Root Causes

Disdain for economic diversity runs deeper than the more visible disdain that people express publicly for unequal wealth. Relevant also is the disdain felt for its root causes. Prosperity is the product of reason, invention, ingenuity, creativity, innovation, self-interest, utility maximization, a quest for commercial gain, and the profit motive. Ever since Adam Smith wrote in the 18th century, economists have explained how these factors lead to a greater division and specialization of labor, which in turn make possible the tools, machines, and technologies that generate productivity gains and higher living standards. Moreover, the wider “the extent of the market” (including globalization), the more can labor be divided and specialized.

The division of labor is akin to a diversity of employments, which should be welcomed and celebrated to the extent it accommodates and fosters an array of human talents and interests. Yet, for centuries, critics (beginning with Smith, David Ricardo, and Marx) have complained of job and career diversity causing labor’s “alienation,” “estrangement,” “exploitation,” and even “expropriation,” evils to be remedied by income-curbing taxes, redistribution, and job-killing minimum-wage laws.

Professors now insist that despite a panoply of private sector employers to choose from, we’re oppressed by “private government,” whereby “employers rule our lives” (per philosophy professor Elizabeth Anderson); and despite a capitalist cornucopia of new products and services, allegedly we suffer a “tyranny of choice” (per psychology professor Barry Schwartz); and despite new opportunities for self-employment, we’re enslaved by the “invisible handcuffs of capitalism” (per economics professor Michael Perelman).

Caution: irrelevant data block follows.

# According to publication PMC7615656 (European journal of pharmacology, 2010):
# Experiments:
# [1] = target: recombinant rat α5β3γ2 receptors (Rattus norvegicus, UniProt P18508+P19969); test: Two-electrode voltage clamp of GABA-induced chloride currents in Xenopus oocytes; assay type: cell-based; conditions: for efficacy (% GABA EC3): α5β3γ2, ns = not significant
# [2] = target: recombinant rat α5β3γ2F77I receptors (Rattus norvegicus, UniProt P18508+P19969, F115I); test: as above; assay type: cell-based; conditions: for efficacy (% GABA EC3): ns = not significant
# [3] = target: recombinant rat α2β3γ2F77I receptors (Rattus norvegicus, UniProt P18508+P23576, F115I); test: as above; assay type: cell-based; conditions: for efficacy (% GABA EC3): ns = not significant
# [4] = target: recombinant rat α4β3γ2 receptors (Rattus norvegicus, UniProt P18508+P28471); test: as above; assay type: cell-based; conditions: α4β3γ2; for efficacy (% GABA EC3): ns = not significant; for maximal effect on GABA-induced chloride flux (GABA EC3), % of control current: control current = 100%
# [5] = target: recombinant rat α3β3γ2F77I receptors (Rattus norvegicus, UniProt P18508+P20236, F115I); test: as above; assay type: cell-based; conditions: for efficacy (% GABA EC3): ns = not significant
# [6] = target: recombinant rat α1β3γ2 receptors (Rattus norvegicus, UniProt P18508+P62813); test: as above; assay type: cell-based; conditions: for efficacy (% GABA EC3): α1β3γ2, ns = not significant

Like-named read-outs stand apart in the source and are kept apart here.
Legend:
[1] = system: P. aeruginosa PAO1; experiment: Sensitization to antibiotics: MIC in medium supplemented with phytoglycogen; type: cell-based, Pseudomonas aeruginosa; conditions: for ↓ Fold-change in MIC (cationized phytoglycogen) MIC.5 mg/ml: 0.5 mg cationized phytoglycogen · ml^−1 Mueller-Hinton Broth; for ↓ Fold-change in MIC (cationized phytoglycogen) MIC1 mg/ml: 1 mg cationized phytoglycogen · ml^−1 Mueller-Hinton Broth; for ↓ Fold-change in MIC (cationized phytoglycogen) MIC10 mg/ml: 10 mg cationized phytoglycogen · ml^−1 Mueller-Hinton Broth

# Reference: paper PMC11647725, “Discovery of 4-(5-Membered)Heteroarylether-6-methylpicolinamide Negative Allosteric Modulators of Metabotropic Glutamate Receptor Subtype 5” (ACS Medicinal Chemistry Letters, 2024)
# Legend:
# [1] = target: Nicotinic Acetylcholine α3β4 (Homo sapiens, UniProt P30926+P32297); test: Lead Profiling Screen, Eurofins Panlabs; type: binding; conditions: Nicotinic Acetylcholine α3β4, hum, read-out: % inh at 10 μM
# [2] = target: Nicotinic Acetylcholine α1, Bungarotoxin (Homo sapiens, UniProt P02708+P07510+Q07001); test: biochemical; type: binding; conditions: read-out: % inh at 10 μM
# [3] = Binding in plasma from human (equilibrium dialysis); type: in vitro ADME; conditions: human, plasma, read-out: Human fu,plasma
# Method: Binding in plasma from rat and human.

For the sake of justice, liberty, and prosperity, people should abandon their anti-commercial prejudices and cease deriding unequal wealth and income. They should celebrate and respect diversity in the economic realm at least as much as they do in the athletic and artistic realms. Human talent comes in a variety of wonderful forms. Let’s not deny or deride any of them.

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Richard M Salsman

Dr. Salsman is president of InterMarket Forecasting, Inc., an investment forecasting and consulting firm in Durham, N.C. and assistant professor in the program on Philosophy, Politics and Economics (PPE) at Duke University. He is the author of numerous books, chapters and articles, including Breaking the Banks: Central Banking Problems and Free Banking Solutions (1990) and A Gold and Liberty (1995), both of which were published by the American Institute for Economic Research, and The Political Economy of Public Debt: Three Centuries of Theory and Evidence (Edward Elgar Publishing, 2017). He is also a Contributing Editor for The Objective Standard.